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$280M jury verdict against steel hauler may be the biggest ever… by a lot

Image: Jim Allen/FreightWaves

(Statement by Schnitzer Southeast added).

What is believed to be the biggest jury verdict ever against a trucking company was handed down last week by a Georgia state court. 

According to various news reports, the jury in Columbus, Georgia awarded a $280 million verdict against Schnitzer Southeast and Schnitzer Steel (NASDAQ: SCHN). The award was announced after a mere 45 minutes of deliberation, according to a news article about the verdict published by the Daily Report, a publication of American Lawyer Media. 

The facts of the wreck are gruesome – a grandmother and her twin sister, her grown daughter and that woman’s two children were all killed in July 2016 when a Schnitzer truck hit their car head-on. Although the case was filed in Georgia (where Schnitzer Southeast is located), the collision occurred in Russell County in east Alabama on U.S. Highway 80. 

A $101 million award handed down last year in Texas against FTS International had been assumed to be the biggest verdict ever awarded against a trucking company. The Georgia verdict is more than 275 percent the size of the Texas award. 

The verdict was the largest award ever handed down in Muscogee County, according to news reports.

The award was handed down, according to the Daily Report article, in a lawsuit filed by the family of one of the victims, Judy Madere, the grandmother of the two young children killed in the accident. There is a second case pending as a result of the accident, this one for Trudy Herbert, who is Judy Madere’s twin. Other cases for the two children and their mother were settled out of court, according to the news reports. 

Schnitzer Southeast is a scrap metal company and is a subsidiary of Schnitzer Steel, a publicly traded steel manufacturing and recycling company. Both companies were found liable, though news reports said attorneys had argued Schnitzer Steel was not liable. But the report on the trial from the Daily Report said the two companies were linked so closely that the driver of the truck, Kenneth Cathey, had applied for a job at Schnitzer Steel that led him to drive for Schnitzer Southeast.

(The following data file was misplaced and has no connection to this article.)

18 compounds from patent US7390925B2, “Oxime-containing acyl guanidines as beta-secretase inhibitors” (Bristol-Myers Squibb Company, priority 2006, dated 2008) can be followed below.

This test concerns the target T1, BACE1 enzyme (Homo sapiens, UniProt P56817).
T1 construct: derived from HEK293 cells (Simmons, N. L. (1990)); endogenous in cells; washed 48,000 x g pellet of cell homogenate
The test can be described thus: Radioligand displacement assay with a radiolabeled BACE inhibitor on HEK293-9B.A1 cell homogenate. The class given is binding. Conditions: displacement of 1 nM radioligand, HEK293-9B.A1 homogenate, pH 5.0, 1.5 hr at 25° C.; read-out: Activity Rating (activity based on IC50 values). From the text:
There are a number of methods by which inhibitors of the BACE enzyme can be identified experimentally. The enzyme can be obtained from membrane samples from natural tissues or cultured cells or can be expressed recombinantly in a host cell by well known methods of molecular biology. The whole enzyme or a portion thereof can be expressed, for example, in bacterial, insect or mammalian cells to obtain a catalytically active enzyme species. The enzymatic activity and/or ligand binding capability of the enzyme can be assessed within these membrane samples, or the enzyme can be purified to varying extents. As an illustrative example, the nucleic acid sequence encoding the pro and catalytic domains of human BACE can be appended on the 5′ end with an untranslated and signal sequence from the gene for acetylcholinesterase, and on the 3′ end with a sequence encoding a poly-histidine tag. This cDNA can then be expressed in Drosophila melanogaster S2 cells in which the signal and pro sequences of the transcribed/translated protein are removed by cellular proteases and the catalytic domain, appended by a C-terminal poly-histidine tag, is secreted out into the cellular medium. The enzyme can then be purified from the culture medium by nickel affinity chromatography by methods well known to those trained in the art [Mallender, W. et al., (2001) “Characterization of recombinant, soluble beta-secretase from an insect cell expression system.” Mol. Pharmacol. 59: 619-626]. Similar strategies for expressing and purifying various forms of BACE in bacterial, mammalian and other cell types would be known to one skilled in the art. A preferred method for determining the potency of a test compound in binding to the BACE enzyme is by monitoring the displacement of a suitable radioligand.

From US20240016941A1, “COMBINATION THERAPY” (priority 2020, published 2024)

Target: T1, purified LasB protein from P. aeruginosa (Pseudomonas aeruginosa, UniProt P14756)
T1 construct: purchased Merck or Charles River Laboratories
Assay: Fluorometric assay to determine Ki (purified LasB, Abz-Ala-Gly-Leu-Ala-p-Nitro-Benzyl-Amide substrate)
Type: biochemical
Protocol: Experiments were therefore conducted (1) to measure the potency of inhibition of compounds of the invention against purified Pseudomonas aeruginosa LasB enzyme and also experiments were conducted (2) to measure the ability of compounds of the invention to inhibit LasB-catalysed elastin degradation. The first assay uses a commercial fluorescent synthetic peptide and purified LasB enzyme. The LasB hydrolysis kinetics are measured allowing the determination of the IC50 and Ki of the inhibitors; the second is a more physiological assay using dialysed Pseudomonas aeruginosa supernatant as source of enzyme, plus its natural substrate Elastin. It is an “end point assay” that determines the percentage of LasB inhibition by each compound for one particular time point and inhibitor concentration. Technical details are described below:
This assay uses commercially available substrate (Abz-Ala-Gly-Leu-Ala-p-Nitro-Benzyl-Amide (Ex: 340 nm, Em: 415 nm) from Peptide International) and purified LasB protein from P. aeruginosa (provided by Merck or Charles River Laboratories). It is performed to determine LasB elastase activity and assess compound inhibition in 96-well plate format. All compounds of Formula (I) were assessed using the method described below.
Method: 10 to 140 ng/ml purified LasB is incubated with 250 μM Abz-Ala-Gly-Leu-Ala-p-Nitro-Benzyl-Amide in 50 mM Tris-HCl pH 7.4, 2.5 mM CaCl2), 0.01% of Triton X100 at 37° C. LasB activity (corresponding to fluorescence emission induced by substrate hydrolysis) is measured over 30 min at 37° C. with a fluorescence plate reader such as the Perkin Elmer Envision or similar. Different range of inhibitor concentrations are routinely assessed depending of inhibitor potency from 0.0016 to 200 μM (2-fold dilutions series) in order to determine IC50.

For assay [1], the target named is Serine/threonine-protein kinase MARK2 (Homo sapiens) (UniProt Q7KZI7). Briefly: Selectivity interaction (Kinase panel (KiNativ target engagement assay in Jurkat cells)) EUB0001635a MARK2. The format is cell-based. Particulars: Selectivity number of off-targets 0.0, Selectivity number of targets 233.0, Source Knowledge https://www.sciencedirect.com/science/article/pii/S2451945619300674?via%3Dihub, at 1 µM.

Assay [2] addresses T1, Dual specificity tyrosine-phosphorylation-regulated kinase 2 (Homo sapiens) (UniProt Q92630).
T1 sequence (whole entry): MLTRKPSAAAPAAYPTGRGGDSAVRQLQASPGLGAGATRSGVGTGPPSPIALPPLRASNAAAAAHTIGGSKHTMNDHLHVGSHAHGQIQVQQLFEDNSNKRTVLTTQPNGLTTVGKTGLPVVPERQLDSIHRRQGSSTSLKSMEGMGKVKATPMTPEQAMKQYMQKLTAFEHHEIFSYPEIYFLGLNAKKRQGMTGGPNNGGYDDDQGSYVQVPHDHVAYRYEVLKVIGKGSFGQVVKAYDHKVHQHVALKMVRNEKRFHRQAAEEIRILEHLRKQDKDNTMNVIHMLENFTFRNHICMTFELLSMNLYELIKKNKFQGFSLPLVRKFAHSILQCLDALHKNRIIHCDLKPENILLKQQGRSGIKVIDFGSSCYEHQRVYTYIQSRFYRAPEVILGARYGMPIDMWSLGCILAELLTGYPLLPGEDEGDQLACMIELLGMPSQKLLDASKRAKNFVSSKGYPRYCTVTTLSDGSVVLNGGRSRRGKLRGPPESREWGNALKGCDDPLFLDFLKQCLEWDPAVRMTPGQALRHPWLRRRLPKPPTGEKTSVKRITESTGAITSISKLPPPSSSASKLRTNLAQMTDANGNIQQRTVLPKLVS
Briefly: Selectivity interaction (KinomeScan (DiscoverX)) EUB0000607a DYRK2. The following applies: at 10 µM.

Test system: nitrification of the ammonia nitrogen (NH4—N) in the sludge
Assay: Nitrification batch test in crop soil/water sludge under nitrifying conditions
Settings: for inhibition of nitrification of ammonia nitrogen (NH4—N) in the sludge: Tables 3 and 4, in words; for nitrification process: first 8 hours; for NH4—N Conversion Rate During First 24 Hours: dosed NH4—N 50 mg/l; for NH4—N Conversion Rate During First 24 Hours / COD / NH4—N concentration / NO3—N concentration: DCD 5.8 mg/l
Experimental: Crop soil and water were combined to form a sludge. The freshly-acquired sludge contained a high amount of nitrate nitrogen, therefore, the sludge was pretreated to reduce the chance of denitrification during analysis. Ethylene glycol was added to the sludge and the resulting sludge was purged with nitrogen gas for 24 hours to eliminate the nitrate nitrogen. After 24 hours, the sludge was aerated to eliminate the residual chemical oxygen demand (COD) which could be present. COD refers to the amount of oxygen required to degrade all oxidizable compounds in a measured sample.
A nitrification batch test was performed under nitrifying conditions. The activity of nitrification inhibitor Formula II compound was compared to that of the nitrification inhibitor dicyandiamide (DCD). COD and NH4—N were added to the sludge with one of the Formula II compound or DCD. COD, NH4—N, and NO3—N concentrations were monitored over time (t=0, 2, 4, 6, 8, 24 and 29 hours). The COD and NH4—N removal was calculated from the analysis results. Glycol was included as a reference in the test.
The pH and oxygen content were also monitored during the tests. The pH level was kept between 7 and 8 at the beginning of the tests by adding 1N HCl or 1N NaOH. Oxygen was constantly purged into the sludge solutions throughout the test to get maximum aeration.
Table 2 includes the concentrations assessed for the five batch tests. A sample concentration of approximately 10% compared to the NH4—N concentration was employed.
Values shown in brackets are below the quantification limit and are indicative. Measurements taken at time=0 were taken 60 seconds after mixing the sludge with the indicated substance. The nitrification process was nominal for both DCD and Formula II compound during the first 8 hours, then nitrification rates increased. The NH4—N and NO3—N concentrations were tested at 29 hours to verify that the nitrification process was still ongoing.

“The family’s lawyers presented evidence to show braking skid marks for the SUV but none for the truck,” according to the Daily Report. “The Madere attorneys alleged the driver was fatigued, having only slept less than five hours the night before. They said he fell asleep, crossed the center line of the two-lane U.S. Highway 80 in Alabama… and slammed into the SUV.”

The collision led to criminal charges filed against Cathey – five counts of criminally negligent homicide levied against him in Russell County, Alabama, where the accident occurred. Those charges are pending.

According to one news account of the trial, Cathey, in a deposition, said he was trying to avoid hitting a dog when the collision occurred. “The dog came out of the ditch right there in front of me,” he testified in a deposition, according to the news report. “I mean when I first saw it I went to the right, and then I went back to the left to keep from going off the road and then I started fightin’ back to the right then that’s when I felt the truck start to lay over.” Other testimony disputed that there was a dog on the highway, according to news reports.

Attorneys for Schnitzer said they planned to appeal. In a statement released to FreightWaves, a spokesman for Schnitzer Southeast said the company “has accepted responsibility for this accident, and we were hoping for a fair and reasonable outcome for all parties. Unfortunately, we believe the trial was riddled with errors, and we plan to appeal it.”

“Operational safety is a core value for Schnitzer Steel and each of its subsidiaries, and we work every day to ensure a safe working environment for our employees and the communities we serve,” the statement said. It added that Schnitzer Southeast has installed cameras in all its vehicles.


  1. Greg

    Once again, a runaway legal system awards a ridiculous award. I am not against an award to the families by any means, even a punitive award to re-enforce a lesson to other carriers for sub-standard activities. However, how does a $101mil award help anyone? Does it bring back their loved ones? No. Does it buy away their grief? No. All it does it make the Attorneys rich and the families of all involved more miserable. Good employees, those not even involved in this incident will ultimately be the ones to pay thr price thru job losses.

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John Kingston

John has an almost 40-year career covering commodities, most of the time at S&P Global Platts. He created the Dated Brent benchmark, now the world’s most important crude oil marker. He was Director of Oil, Director of News, the editor in chief of Platts Oilgram News and the “talking head” for Platts on numerous media outlets, including CNBC, Fox Business and Canada’s BNN. He covered metals before joining Platts and then spent a year running Platts’ metals business as well. He was awarded the International Association of Energy Economics Award for Excellence in Written Journalism in 2015. In 2010, he won two Corporate Achievement Awards from McGraw-Hill, an extremely rare accomplishment, one for steering coverage of the BP Deepwater Horizon disaster and the other for the launch of a public affairs television show, Platts Energy Week.